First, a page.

[systemd-devel] Question about generators and adding new units in the middle of a transaction
rudd-o at rudd-o.com
Sat Nov 12 22:53:36 PST 2011
The problem I am trying to solve is this: we want to support on-boot mounting
of datasets in multiple pools before local-fs.target, some of which are
detected **late** (after cryptsetup / LVM).
Technically, we could do this today. You can set a ZFS dataset to
'mountpoint=legacy' and place it in /etc/fstab. However, this is NOT the
correct way to mount ZFS datasets, this dispenses with a LOT of advantages
that ZFS provides, and it won't work if the dataset is in a pool that has not
been imported early (perhaps because its device files are missing at that
A little background:
Officially, ZFS datasets are normally mounted with the command zfs mount -a or
when a pool is imported, *without* registering them in fstab. This causes
problems for us in, e.g., this scenario (list of filesystems follows):
/var zfs <- not in fstab
/var/lib/rpm zfs <- not in fstab either
As you can see, we could try let the system mount stuff normally as it would,
in which case /var/lib would not mount because there is no /var mounted at
that time, thus there is no /var/lib mountpoint.
We could also do zfs mount -a very early in the mount process, in which case
/var/lib/rpm would not mount because /var/lib would not be mounted, thus the
mountpoint /var/lib/rpm would be absent.
These are all dumb examples, but there are legitimate use cases where this is
a problem (/var on zfs, for example). And none of those strategies above
work, because we're trying to support interleaved mounting of filesystems
(yes, you can have many filesystems in ZFS, and you are encouraged to exploit
that for many reasons that are beyond this e-mail).
So what we are tryiing to do is bring ZFS datasets into systemd as first-class
elements, just like fstab filesystems are.
So what we've done is this: when the system starts up, we can tell ZFS to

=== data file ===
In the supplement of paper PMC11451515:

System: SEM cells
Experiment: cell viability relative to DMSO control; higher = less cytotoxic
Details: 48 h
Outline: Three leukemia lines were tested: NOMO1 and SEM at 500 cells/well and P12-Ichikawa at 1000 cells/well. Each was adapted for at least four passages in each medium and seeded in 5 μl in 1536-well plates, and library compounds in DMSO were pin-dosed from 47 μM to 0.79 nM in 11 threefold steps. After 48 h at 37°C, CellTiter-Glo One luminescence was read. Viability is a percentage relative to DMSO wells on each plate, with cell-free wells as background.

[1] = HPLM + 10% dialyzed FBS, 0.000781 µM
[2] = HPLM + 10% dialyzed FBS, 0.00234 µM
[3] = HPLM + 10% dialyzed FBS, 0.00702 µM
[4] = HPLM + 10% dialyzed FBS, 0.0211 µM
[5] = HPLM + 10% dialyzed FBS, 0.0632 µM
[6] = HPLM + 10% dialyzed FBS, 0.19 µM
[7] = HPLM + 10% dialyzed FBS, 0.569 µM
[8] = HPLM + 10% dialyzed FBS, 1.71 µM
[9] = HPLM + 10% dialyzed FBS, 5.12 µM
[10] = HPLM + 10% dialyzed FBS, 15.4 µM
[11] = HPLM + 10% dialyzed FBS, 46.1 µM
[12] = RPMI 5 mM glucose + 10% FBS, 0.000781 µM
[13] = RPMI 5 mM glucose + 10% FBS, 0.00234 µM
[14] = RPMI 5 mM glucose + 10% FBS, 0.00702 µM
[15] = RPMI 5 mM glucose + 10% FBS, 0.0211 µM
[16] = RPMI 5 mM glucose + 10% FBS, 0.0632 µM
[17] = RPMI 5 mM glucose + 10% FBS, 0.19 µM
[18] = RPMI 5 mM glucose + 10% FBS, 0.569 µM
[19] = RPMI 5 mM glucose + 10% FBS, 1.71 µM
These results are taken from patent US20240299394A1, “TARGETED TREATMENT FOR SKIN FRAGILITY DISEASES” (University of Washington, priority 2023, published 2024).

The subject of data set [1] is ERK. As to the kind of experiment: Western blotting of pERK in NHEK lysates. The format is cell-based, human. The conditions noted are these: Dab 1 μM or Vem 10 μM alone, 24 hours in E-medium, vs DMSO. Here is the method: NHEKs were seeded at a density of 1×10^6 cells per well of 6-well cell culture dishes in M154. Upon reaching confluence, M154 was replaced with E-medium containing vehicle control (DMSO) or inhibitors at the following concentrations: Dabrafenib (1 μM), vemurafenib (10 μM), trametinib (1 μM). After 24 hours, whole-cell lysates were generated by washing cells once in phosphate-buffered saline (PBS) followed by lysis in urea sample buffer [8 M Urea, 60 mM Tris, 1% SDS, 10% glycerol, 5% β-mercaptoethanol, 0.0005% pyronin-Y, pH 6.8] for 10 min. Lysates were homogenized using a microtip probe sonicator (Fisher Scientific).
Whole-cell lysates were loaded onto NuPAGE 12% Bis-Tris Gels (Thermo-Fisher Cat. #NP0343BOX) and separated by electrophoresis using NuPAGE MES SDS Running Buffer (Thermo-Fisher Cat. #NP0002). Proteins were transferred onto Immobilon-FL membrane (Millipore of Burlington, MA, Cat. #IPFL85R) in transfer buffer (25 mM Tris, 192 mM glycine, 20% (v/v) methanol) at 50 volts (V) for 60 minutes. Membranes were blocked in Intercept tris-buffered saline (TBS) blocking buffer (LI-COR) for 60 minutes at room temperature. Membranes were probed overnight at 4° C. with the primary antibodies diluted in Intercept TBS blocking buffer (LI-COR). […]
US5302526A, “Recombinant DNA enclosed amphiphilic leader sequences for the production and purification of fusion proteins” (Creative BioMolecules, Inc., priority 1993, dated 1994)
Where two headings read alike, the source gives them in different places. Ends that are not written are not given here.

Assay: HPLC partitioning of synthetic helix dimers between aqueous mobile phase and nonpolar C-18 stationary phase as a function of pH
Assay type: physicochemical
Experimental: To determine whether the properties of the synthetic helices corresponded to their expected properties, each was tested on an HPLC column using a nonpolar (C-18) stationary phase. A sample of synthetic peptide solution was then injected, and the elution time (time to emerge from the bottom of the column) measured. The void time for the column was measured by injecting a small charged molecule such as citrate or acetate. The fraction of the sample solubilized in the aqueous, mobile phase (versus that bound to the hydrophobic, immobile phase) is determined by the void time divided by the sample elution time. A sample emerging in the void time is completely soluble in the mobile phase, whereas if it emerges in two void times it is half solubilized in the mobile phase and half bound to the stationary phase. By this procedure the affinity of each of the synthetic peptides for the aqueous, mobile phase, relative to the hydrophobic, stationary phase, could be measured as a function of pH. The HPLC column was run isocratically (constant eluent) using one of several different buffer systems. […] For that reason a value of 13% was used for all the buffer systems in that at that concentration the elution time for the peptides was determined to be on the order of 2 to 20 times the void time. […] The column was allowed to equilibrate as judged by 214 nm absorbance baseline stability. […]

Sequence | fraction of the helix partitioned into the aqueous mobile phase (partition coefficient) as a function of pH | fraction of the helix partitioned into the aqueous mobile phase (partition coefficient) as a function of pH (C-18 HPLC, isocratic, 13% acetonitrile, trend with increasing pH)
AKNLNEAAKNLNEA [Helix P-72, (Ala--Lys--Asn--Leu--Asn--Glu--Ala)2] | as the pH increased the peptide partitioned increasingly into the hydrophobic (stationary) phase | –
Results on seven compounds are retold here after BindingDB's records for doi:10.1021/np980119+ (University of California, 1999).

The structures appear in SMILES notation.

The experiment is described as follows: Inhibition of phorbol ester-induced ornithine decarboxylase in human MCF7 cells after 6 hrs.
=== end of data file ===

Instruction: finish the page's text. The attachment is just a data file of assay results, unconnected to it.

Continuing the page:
prevent automounting of any datasets, then generate unit files for each
dataset (exactly like systemd would generate for /etc/fstab filesystems), then
rely on systemd to mount the filesystems in the right order.
And that's exactly what we have done, of course. Our generator generates unit
files for ZFS, and then systemd mounts everything correctly, in parallel, just
peachy. It's fuckenawesome.
This only works if the ZFS pool was loaded very early (say, in the initramfs,
which is the case if you're booting with root=zfs, or if the devices are
available for importing the pool at the time we run the generator).
This, of course, won't work if the devices aren't available, right? Which
they aren't at the time that the generator runs.
So what we are trying to do is see if we can, during the boot process, have
**another** stage (an opportunity to run the generator again) when the block
devices have fully initialized (I think it's after udev-settle, correct me if
I am wrong, PLEASE). We would run the generator again, discovering all pools
forrealz, and then call systemctl daemon-reload to inform systemd that the
transaction has changed, and that we need to mount a number of filesystems in
addition to the ones generated in the initial systemd-zfs-generator run.
But this doesn't work. systemctl daemon-reload won't work from within the